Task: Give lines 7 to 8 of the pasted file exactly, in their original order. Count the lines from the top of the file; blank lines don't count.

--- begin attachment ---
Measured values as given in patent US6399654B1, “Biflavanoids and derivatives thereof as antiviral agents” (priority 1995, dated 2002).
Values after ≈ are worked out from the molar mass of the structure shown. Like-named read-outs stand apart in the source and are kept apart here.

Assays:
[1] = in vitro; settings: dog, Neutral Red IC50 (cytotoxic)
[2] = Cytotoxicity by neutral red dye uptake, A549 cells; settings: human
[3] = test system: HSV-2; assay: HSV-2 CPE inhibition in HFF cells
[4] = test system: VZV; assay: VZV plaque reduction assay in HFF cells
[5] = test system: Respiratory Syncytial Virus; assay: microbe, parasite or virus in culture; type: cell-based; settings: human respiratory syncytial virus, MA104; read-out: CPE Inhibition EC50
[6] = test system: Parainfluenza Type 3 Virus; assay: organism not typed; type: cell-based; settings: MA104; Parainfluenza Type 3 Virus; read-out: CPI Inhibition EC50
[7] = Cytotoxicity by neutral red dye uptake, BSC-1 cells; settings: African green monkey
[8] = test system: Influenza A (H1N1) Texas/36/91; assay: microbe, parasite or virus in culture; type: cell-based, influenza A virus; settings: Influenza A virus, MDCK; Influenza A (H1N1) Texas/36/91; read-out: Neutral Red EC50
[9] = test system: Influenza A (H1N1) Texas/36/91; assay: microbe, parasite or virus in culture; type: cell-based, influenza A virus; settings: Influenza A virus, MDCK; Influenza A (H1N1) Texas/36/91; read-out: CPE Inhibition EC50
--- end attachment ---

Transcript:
[4] = test system: VZV; assay: VZV plaque reduction assay in HFF cells
[5] = test system: Respiratory Syncytial Virus; assay: microbe, parasite or virus in culture; type: cell-based; settings: human respiratory syncytial virus, MA104; read-out: CPE Inhibition EC50